We also investigated another iterative model updating strategy that focuses on reducing the epistemic uncertainty in the supervised learning model (uncertainty-driven model updating). In the first two iterations, the GM-*β*VAE and GP models are updated by adding 15 new sample points collected from design regions with the highest epistemic uncertainties to the training set. In the last iteration, the design objective is formulated as maximizing the total bandgap width and the structural stiffness (longitudinal stiffness *E*_{1}). We compare the nondominated design set found by the uncertainty-driven model updating strategy and the proposed property-driven model updating strategy. As shown in Fig. 11(c), the proposed property-driven model updating strategy performs better than the uncertainty-driven model updating strategy.

It is to be noted that there exists a large difference between the design performances predicted by GP and the true values obtained by finite element simulation (Figs. 11(a) and 11(b), Table 3). The prediction errors are induced by the following factors.

Although the design performances predicted by GP cannot fully match the true values obtained by finite element simulation, a strong correlation is observed between them (the *R* squared value is 0.88), as shown in Fig. 13 in the Appendix. It indicates that the “high-performance” design points found by the surrogate model have a high probability to possess a real high performance.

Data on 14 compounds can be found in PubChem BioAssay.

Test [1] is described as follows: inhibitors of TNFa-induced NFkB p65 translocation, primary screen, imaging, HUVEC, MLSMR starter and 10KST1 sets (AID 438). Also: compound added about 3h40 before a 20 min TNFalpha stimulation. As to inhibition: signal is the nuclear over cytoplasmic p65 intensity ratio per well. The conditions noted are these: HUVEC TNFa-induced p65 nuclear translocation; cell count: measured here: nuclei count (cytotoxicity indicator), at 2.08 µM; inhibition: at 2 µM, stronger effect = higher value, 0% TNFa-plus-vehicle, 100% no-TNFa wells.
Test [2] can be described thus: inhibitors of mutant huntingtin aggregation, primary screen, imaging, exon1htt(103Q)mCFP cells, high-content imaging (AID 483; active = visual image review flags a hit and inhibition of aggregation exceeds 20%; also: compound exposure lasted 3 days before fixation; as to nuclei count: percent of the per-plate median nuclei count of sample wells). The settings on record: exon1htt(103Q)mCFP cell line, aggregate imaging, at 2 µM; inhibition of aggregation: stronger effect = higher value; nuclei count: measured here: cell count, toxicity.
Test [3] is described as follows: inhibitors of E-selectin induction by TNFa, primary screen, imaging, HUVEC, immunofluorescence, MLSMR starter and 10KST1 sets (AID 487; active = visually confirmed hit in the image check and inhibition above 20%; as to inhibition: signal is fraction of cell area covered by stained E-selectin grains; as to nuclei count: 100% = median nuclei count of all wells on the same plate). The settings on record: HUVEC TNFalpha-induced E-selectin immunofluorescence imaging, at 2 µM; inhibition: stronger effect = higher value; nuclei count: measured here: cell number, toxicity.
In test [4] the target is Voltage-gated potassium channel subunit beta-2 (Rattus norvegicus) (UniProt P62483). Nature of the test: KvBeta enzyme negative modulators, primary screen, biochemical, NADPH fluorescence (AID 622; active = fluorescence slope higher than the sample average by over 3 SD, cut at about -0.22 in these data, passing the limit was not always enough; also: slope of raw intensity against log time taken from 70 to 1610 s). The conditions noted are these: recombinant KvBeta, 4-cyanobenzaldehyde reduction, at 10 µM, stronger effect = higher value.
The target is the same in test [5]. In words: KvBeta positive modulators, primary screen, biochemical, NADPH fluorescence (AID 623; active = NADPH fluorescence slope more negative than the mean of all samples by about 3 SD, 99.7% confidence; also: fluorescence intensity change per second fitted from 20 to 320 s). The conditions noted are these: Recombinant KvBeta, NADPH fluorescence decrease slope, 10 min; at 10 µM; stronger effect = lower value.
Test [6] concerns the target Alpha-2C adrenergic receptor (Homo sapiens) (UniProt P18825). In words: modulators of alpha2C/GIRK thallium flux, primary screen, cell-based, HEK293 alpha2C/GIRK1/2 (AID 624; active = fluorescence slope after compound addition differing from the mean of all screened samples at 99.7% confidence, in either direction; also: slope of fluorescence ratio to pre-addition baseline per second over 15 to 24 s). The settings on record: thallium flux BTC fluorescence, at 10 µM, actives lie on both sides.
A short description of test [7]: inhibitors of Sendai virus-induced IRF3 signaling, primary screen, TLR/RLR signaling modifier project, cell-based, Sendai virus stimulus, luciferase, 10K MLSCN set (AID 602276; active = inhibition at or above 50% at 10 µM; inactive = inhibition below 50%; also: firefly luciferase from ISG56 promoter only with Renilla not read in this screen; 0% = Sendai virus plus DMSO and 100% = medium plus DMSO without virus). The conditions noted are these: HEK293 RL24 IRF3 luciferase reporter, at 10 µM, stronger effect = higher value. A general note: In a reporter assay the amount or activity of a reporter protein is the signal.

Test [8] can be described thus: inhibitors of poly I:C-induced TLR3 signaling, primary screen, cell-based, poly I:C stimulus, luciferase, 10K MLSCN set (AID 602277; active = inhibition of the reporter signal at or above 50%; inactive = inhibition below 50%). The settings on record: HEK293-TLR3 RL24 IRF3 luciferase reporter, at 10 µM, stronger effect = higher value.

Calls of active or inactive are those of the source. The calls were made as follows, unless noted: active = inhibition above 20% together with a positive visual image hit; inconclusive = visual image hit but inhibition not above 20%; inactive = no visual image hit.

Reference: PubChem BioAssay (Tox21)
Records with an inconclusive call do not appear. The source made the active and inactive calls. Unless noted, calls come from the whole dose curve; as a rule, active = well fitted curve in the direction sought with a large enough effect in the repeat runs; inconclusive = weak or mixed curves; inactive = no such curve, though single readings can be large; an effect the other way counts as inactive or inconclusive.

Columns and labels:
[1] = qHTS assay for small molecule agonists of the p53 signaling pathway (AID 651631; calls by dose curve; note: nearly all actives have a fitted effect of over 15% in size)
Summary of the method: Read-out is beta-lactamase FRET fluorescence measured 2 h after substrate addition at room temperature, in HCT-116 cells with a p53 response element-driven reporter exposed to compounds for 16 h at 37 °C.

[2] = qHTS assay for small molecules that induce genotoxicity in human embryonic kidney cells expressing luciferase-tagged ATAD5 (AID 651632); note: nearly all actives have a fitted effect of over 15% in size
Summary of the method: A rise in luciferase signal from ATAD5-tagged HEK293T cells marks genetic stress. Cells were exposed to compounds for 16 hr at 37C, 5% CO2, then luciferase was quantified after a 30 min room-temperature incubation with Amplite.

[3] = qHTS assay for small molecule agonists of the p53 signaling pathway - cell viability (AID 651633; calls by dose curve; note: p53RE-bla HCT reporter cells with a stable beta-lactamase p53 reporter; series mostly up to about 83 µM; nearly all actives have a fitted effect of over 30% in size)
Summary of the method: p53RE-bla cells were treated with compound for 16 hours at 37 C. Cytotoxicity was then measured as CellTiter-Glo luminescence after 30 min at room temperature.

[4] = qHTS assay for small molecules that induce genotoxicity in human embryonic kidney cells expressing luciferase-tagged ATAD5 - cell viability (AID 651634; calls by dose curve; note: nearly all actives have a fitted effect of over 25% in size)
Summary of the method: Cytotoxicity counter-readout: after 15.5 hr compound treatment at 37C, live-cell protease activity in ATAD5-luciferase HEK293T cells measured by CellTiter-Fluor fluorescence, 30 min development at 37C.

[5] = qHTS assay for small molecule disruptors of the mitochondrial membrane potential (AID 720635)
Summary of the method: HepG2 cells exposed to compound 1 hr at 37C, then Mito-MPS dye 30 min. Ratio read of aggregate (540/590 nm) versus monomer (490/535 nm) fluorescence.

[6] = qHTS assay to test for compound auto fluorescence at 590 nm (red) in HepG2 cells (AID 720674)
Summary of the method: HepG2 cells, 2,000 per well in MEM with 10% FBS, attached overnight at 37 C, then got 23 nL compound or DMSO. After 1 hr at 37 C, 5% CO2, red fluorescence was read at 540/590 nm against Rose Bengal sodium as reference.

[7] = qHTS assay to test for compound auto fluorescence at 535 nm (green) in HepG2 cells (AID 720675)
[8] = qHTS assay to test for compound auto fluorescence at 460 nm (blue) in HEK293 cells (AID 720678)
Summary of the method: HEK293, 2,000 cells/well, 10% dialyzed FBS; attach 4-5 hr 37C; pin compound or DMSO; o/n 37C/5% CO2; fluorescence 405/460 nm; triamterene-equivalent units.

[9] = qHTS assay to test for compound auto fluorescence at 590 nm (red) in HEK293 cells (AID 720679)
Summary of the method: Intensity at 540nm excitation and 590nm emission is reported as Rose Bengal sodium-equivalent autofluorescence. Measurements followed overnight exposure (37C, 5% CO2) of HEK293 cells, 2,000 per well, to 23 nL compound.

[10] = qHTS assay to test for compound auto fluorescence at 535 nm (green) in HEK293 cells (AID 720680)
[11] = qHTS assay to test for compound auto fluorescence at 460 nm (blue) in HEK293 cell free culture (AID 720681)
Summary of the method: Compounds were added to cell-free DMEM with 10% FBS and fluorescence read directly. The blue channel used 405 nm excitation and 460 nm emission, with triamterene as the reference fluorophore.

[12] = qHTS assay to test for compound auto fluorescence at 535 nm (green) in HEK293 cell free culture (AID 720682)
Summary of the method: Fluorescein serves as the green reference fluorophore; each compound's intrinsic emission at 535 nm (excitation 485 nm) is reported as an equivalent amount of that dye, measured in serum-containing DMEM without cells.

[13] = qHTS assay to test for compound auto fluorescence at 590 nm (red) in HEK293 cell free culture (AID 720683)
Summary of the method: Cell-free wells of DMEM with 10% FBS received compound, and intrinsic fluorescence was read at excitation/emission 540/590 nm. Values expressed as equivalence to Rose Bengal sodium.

## 5 Discussion and Conclusion

In this paper, we present a deep feature learning-based framework to design cellular metamaterials for bandgap width and stiffness. By taking advantage of the latent space learned by GM-*β*VAE, this design framework enables both unsupervised generative design and property-driven optimization. Our major conclusions are summarized as follows:

The proposed deep feature learning-based framework is effective in designing metamaterials with complex topological characteristics.

The proposed iterative updating-based design framework is effective in improving the design performances.

The GM-

*β*VAE-based unsupervised generative design method can generate a more diversified design set than the traditional space filling-based unsupervised generative design method.As the two responses are correlated weakly, it is recommended to establish independent GP models for each response (stiffness and total bandgap width), instead of an all-in-one multi-response GP, for supervised learning and design optimization.

Two caveats to designing phononic bandgap metamaterials are identified.

When considering only the phononic bandgap as the design objective, the optimization algorithm tends to generate structure designs with weakly connected components. Stiffness is an indispensable design objective/constraint to guarantee structural integrity under mechanical loads.

Postprocessing (e.g., filtering) on the reconstructed structure image may lead to significant changes in the bandgap properties, which indicates a lack of robustness in our proposed designs.

We also identified three opportunities to further improve the proposed framework.

The proposed design framework will be further improved and extended to the design of 3D metamaterials.

To resolve the issue that small changes in the optimal design’s geometry lead to a large degradation in phononic properties, robust optimization methods will be investigated.